The Poor Fellow-Soldiers of Christ and of the Temple of Solomon.
The organization existed for approximately two centuries in the Middle Ages. It was created in the aftermath of the First Crusade of 1096, to ensure the safety of the large numbers of European pilgrims who flowed toward Jerusalem after its conquest.
Officially endorsed by the church in 1129, the Order became a favored charity across Europe. It grew rapidly in membership and power. Templar knights, easily recognizable in their white mantle with a distinct red cross, made some of the best equipped, trained, and disciplined fighting units of the Crusades.
Non-warrior members oftheOrder managed a large economic infrastructure throughout Christendom, innovating many financial techniques that were an early form of banking, and building numerous fortifications across Europe and the Holy Land.
The Templars’ success was tied closely to the success of the Crusades. When the Holy Land was lost and the Templars suffered crushing defeats, supportfor the Order’s existence faded. Rumors about the Templars’ secret initiation ceremony created mistrust, and King Philip IV of France, deeply in debt to the Order, began pressuring Pope Clement V to take action. On Friday, October 13, 1307, King Philip had many of the Order’s members in France arrested, tortured into “confessions”, and burned at the stake.
In 1312, Pope Clement, under continuing pressure from King Philip, forcibly disbanded the entire Order. The suddendisappearance of a major part of the European infrastructure gave rise to speculation and legends, which have kept the name “Templar” alive in modern fiction.
With their military mission and extensive financial resources, the Knights Templar funded a large number of building projects around Europe and the Holy Land. Many of these structures remain standing today. Many sites also maintain the name “Temple” due to centuries-old association with the Templars. For example, some of the Templars’ lands in London were later rented to lawyers, which led to the names of the Temple Bar gateway, the Temple tube station, and many others.
Distinctive architectural elements of Templar buildings included images of the “two knights on a single horse,” representing the Knights’ poverty, and round buildings which were built to resemble the Church of the Holy Sepulchre in Jerusalem.
Legends and Relics
The Knights Templar have become associated with legends concerning secrets and mysteries handed down to the select from ancient times. Rumors circulated even during the time of the Templars themselves. Freemasonic writers added their own speculations in the 19th century, and further fictional embellishments have been added in modern movies and best-selling novels such as Ivanhoe, National Treasure, Foucault’s Pendulum, The Last Templar, and The Da Vinci Code.
The best known of the Templar legends are connected with the Order’s early occupation of the Temple Mount in Jerusalem, and speculation about what relics the Templars may have found there, such as the Holy Grail or the Ark of the Covenant. That the Templars were known to be in possession of some relics is certain. Even today, many churches display relics such as the bones of a saint, a scrap of cloth that a holy man once wore, or perhaps even the skull of a martyr. The Templars did the same. They were documented as having a piece of the True Cross, which the Bishop of Acre carried into battle with them at the disastrous Horns of Hattin. When the battle was lost, Saladin captured the relic, which was then ransomed back to the Crusaders when the Muslims surrendered the city of Acre in 1191. They were also known to possess the head of Saint Euphemia of Chalcedon. The subject of relics also came up during the Inquisition of the Templars, as several trial documents refer to the worship of an idol of some type, referred to in some cases as a severed head, and in some cases as Baphomet.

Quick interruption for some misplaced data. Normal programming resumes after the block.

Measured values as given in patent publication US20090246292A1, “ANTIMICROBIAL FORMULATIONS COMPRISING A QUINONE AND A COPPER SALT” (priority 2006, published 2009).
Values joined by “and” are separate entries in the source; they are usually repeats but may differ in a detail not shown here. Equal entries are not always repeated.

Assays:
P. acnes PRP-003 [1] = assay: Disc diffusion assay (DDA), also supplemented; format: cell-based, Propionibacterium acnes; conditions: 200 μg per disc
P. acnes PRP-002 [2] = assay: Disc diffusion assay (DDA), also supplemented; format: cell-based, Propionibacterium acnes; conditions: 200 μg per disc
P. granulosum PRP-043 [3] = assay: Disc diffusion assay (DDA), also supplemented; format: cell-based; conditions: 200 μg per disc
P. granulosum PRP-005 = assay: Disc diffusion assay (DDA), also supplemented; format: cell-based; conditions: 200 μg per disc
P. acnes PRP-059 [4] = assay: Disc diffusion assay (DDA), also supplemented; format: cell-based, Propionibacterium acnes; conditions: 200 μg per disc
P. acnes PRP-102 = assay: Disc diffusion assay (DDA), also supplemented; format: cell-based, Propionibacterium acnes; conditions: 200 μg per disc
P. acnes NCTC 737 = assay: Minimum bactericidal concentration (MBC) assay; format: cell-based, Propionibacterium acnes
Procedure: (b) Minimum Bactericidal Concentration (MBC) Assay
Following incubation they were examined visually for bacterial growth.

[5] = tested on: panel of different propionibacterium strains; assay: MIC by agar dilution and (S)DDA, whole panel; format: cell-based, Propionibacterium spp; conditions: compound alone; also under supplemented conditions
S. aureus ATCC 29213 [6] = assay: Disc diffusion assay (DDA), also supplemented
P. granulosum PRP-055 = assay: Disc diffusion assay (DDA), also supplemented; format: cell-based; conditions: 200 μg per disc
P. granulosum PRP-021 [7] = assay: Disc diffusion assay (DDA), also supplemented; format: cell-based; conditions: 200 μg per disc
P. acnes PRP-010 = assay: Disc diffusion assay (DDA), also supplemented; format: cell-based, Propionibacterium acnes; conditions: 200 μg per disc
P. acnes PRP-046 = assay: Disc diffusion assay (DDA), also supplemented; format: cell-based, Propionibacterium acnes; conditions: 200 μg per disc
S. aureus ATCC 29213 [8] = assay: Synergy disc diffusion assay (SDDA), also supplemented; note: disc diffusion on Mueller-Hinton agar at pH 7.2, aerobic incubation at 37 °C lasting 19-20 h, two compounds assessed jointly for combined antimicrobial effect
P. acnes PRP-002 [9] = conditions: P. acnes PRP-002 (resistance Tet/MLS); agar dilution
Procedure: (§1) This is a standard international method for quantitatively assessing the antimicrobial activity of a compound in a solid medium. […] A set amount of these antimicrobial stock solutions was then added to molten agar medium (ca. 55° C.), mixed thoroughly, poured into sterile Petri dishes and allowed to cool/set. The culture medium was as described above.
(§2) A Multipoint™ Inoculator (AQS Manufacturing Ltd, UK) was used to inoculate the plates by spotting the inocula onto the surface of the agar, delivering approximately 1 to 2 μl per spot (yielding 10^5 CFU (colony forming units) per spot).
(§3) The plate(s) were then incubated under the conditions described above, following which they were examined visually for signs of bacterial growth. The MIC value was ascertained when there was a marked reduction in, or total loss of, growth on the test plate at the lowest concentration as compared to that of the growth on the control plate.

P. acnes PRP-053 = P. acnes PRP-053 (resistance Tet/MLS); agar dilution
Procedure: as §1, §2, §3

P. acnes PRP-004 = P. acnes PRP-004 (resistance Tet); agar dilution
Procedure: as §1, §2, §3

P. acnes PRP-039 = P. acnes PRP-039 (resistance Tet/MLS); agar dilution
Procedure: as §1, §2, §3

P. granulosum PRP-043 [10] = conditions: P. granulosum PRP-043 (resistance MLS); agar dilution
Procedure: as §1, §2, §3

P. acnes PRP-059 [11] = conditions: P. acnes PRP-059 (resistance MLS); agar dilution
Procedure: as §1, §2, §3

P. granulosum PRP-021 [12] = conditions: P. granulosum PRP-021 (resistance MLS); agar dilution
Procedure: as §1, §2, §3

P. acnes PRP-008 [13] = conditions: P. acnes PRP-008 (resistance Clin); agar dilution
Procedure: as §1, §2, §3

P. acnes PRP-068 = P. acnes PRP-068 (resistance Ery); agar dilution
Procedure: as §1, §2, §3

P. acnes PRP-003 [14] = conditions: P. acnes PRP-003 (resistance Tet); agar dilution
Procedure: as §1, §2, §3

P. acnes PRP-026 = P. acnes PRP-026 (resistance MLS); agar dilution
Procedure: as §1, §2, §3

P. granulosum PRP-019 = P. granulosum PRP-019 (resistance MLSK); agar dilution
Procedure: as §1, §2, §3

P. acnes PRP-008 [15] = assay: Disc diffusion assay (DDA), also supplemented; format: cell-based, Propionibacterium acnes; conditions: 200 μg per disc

There was particular interest during the Crusader era in the Holy Grail myth, which was quickly associated with the Templars, even in the 12th century. The first Grail romance, the fantasy story Le Conte du Graal, was written in 1180 by Chrétien de Troyes, who came from the same area where the Council of Troyes had officially sanctioned the Templars’ Order. In Arthurian legend, the hero of the Grail quest, Sir Galahad (a 13th-century literary invention of monks from St. Bernard’s Cistercian Order), was depicted bearing a shield with the cross of Saint George, similar to the Templars’ insignia. In a chivalric epic of the period, Parzival, Wolfram von Eschenbach refers to Templars guarding the Grail Kingdom. A legend developed that since the Templars had their headquarters at the Temple Mount in Jerusalem, they must have excavated in search of relics, found the Grail, and then proceeded to keep it in secret and guard it with their lives. However, there is no historical record of the Templars ever having the Holy Grail in their possession. In the extensive documents of the Templar inquisition, there was never a single mention of anything like a Grail relic, and most scholars agree that the story of the Grail was just that a fiction that began circulating in medieval times.
One legendary artifact that does have some connection with the Templars is the Shroud of Turin. In 1357, the shroud was first publicly displayed by the family of the grandson of Geoffrey de Charney, the Templar who had been burned at the stake with the Order’s last Grand Master, Jacques de Molay, in 1314. The artifact’s origins are still a matter of controversy, but carbon dating indicates that the shroud may have been made between 1260 and 1390, a span that includes the last half-century of the Templars.
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Terradillos de los Templarios – 34349 (Palencia), next to the Camino de Santiago and the N-120.